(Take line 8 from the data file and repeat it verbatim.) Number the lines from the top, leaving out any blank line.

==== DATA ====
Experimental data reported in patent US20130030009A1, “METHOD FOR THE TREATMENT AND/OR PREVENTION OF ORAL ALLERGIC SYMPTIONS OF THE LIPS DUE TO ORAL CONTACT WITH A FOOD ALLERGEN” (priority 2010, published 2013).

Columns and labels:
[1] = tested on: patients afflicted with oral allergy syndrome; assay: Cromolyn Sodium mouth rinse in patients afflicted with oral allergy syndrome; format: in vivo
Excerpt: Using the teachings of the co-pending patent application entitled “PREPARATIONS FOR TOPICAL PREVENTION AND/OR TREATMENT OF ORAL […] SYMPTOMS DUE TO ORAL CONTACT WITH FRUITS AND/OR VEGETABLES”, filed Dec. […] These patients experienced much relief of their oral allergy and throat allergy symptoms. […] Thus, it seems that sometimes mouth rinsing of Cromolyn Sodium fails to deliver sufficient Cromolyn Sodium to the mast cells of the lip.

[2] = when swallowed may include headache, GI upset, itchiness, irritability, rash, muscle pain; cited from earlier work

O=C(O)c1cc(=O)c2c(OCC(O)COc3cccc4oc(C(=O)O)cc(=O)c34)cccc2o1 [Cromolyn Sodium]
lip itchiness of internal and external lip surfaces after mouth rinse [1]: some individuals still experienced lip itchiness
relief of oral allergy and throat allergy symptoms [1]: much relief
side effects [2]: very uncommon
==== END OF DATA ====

relief of oral allergy and throat allergy symptoms [1]: much relief